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Inside the University of Kansas Health System's Interest-Free Loan Options

Analysis  |  By Alexandra Wilson Pecci  
   May 24, 2021

The system started offering its recourse program in March 2017, giving patients the ability to make smaller payments over a longer period of time.

When it comes to offering patient financing options, Marvin Mickelson, system director of shared revenue cycle at The University of Kansas Health System, in Kansas City, Kansas, has a simple philosophy.

"It's about doing everything we can to allow the patient to get what services they want to receive and absolutely need to receive," he says.

And he wants them to get those services without worrying whether they can afford to pay for them or be ruined financially for needed healthcare.

However, revenue cycle leaders know that "simple" and "easy" are often two different things, and that's true for deciding whether to offer recourse loan programs to patients who need long-term financing.

Both recourse and non-recourse options involve third-party vendors and both options pay the hospital upfront for the cost of the patient fee, which is good news for revenue cycles because that can dramatically improve cash flow and reduce AR days.

But how those vendors handle patient non-payment differ.

Whereas recourse programs return the unpaid loan balance to the hospital for collection if the patient doesn't pay, non-recourse programs don't.

For this reason, non-recourse programs might seem like the better option for hospitals and health systems. But they come with significant pitfalls. That's because non-recourse programs are restrictive about which patients qualify. They usually require minimum credit scores and often come with higher interest rates.

Recourse programs, on the other hand, allow anyone to qualify and offer long-term, zero-interest options.

"If they've got a sizable enough balance, they can pay that over a five-year period, interest free," Mickelson says of the University of Kansas Health System's recourse program.

The University of Kansas Health System started offering its recourse program in March 2017, in addition to its internal payment plans.

Continue Reading: 5 Dos and Don'ts of Patient Payment Plans

With its recourse program, patients benefit from the ability to make smaller payments over a longer period, rather than within the six- to 10-month terms of the health system's internal payment plans, Mickelson says.

"It makes it a lot easier for them potentially to be able to afford a larger bill that they have," he says.

In addition, because of the University of Kansas Health System's designation as an independent hospital authority, they chose a vendor that would allow them to offer non-interest-bearing loans regardless of the length or term loan.

That's different from the typical 12-24-month interest-free loans.

"We're here for the people of the state of Kansas and the region," Mickelson says. "We want to make sure that they can have every opportunity to get what they need at the least amount of cost they can. So, we decided that they all needed to be interest-free loans."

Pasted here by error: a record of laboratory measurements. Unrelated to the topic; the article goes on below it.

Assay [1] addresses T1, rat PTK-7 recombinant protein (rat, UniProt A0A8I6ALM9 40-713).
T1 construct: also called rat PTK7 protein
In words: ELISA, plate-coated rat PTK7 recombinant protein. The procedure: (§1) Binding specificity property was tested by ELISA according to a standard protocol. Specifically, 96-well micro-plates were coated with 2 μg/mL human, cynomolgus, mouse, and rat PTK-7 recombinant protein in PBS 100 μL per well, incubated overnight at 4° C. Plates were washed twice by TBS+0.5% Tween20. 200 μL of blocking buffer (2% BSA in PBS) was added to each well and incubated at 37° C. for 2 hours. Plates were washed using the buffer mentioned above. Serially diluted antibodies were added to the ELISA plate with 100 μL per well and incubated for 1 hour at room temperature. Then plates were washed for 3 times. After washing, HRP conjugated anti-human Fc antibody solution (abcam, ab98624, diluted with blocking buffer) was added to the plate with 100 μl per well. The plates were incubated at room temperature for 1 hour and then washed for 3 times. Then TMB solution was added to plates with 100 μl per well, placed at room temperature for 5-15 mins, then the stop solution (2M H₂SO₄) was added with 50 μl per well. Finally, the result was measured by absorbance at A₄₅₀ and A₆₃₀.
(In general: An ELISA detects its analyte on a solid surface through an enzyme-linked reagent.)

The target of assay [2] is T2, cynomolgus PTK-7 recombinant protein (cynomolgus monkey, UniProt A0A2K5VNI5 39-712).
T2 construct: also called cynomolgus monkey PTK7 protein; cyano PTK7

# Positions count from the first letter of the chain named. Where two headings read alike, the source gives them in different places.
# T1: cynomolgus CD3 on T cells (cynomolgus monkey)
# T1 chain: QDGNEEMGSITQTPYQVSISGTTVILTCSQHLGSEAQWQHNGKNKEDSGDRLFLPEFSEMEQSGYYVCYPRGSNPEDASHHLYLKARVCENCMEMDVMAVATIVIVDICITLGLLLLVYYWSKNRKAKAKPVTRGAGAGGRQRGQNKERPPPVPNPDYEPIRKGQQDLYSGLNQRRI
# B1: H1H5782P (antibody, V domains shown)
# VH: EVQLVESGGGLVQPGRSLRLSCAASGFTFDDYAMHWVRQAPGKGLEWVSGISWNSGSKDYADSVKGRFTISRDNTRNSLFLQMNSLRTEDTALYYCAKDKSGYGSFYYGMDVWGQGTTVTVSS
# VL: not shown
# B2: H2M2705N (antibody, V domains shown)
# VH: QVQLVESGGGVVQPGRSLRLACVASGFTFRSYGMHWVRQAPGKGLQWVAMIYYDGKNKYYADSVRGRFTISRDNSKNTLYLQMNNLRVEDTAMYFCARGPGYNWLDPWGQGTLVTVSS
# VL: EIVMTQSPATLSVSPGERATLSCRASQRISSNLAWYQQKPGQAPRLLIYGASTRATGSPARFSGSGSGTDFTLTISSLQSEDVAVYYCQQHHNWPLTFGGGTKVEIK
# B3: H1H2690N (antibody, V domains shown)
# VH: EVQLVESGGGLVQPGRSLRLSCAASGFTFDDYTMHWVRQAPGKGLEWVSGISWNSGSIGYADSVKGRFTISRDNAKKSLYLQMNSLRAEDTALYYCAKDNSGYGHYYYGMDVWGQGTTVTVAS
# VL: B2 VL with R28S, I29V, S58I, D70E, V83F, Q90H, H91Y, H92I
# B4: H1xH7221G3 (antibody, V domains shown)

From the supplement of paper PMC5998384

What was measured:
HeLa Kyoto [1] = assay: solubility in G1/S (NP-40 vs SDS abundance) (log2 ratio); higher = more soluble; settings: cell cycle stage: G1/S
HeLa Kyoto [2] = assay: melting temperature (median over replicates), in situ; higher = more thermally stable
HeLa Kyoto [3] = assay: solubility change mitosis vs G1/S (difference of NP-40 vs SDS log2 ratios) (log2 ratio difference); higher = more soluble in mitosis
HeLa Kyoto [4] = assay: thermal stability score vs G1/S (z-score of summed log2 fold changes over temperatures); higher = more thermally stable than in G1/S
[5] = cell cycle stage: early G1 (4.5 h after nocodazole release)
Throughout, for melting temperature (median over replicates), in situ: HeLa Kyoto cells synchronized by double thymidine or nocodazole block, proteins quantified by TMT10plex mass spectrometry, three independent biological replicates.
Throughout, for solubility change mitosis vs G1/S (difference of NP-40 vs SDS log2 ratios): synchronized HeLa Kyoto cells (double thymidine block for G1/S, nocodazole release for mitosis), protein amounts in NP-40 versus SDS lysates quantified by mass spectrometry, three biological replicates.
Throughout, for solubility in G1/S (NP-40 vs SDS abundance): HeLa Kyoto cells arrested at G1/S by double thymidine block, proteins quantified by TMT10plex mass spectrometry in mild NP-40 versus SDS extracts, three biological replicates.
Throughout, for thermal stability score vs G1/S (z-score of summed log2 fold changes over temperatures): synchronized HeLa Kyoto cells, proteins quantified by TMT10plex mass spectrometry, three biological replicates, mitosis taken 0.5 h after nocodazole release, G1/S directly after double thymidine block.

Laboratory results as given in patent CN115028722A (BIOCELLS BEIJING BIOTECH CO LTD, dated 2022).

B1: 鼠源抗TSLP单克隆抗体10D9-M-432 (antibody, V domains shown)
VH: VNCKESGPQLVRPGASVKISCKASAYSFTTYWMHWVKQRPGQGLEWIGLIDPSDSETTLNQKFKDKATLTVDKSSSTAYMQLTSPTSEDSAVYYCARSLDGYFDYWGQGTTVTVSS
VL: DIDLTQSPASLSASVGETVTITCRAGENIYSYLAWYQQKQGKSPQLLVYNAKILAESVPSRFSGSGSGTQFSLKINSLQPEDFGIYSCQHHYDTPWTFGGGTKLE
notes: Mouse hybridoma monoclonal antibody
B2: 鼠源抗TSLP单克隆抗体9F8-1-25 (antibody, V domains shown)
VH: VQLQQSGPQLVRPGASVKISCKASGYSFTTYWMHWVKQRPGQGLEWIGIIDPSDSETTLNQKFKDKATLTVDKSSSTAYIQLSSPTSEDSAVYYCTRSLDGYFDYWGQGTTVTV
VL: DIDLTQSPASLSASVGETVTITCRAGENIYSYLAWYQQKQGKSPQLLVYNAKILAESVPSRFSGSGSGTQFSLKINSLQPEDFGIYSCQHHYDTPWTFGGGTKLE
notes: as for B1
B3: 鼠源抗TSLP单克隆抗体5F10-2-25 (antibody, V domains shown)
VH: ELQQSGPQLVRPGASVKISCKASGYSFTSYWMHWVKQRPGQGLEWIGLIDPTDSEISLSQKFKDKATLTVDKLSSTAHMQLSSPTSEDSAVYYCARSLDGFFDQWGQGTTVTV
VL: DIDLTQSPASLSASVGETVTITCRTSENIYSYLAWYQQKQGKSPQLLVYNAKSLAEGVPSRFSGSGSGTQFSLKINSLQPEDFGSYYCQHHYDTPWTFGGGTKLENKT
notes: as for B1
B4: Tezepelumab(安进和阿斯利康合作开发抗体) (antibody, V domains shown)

Because the recourse loan program vendor pays the health system that patient balance right away, revenue cycle improvements were "virtually immediate," Mickelson says.

"We saw immediate cash flow influx," he says.

Since it was implemented, the program has lent out more than $24 million to patients. Their recourse rate—the percentage of loans that get returned to the hospital—is less than 10%.

If the loan does recourse back to the hospital, patients are offered yet another opportunity to pay before it goes to bad debt collections.

Even though self-pay accounts for just 8% of the system's AR overall, that influx of cash and immediate payment did help reduce AR.

"It moves the needle little by little," he says. "This is one way to help us along with other programs we have."

Mickelson says they don't offer their recourse program to every patient; they  offer it only for procedures that are medically necessary. If something is purely elective, such as a cosmetic surgery, the system doesn't offer it.

For patients who do get offered the recourse program, though, Mickelson says it's been a huge satisfier and can help patients plan for—and not panic about—high-dollar hospital bills.

He adds that revenue cycle staffers are "thankful" that they're able to offer this option to patients when they say they can't afford to pay their bill.

"This is one of the things that we put up front, one of the tools our financial advisors have that they can tell the patient [about] so they can be … somewhat relieved or comforted with," Mickelson says.

As a result, the system often gets thank-you notes, phone calls, and emails from grateful patients who tell them that the payment plans helped them get healthcare without having to sacrifice other things that they need. Some even thank the health system for helping them to avoid bankruptcy.

"There is a way to help the patient regardless of how difficult it may have been in the past," Mickelson says. "I encourage anybody and everybody to do something like this for their patients."

Alexandra Wilson Pecci is an editor for HealthLeaders.


KEY TAKEAWAYS

Recourse programs return the unpaid loan balance to the hospital for collection if the patient doesn't pay, while non-recourse programs don't.

Patients often don't qualify for non-recourse programs.

Because of the University of Kansas Health System's designation as an independent hospital authority, they chose a vendor that would allow them to offer non-interest-bearing loans regardless of the length or term loan.


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